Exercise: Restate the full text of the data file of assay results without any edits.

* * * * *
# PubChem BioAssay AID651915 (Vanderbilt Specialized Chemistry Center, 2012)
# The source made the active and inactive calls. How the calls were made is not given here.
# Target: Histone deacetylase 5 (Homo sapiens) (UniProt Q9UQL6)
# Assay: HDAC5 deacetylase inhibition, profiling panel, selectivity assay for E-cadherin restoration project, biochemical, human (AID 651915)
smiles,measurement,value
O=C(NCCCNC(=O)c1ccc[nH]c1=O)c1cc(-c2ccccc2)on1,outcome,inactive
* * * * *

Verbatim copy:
# PubChem BioAssay AID651915 (Vanderbilt Specialized Chemistry Center, 2012)
# The source made the active and inactive calls. How the calls were made is not given here.
# Target: Histone deacetylase 5 (Homo sapiens) (UniProt Q9UQL6)
# Assay: HDAC5 deacetylase inhibition, profiling panel, selectivity assay for E-cadherin restoration project, biochemical, human (AID 651915)
smiles,measurement,value
O=C(NCCCNC(=O)c1ccc[nH]c1=O)c1cc(-c2ccccc2)on1,outcome,inactive